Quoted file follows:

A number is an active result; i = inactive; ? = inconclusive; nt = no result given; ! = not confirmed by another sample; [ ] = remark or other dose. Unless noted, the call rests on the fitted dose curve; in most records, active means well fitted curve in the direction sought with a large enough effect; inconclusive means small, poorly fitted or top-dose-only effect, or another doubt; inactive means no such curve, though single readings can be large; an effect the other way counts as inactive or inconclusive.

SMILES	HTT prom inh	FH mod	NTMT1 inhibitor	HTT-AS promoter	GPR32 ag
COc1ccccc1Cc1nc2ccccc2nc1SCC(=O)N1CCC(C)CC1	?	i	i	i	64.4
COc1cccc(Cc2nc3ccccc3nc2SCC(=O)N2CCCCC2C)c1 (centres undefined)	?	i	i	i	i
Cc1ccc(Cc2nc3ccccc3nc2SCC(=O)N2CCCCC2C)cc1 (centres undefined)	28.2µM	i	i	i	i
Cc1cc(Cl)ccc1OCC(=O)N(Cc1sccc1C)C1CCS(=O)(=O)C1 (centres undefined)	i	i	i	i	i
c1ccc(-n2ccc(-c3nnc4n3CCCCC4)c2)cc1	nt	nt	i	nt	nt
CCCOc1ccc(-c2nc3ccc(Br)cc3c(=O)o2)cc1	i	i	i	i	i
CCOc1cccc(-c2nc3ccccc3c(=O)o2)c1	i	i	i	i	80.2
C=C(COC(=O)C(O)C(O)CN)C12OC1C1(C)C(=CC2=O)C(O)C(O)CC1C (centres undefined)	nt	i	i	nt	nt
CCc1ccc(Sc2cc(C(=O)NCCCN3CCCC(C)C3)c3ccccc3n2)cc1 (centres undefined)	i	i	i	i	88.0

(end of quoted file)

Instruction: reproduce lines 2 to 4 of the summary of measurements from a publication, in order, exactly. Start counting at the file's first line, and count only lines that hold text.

SMILES	HTT prom inh	FH mod	NTMT1 inhibitor	HTT-AS promoter	GPR32 ag
COc1ccccc1Cc1nc2ccccc2nc1SCC(=O)N1CCC(C)CC1	?	i	i	i	64.4
COc1cccc(Cc2nc3ccccc3nc2SCC(=O)N2CCCCC2C)c1 (centres undefined)	?	i	i	i	i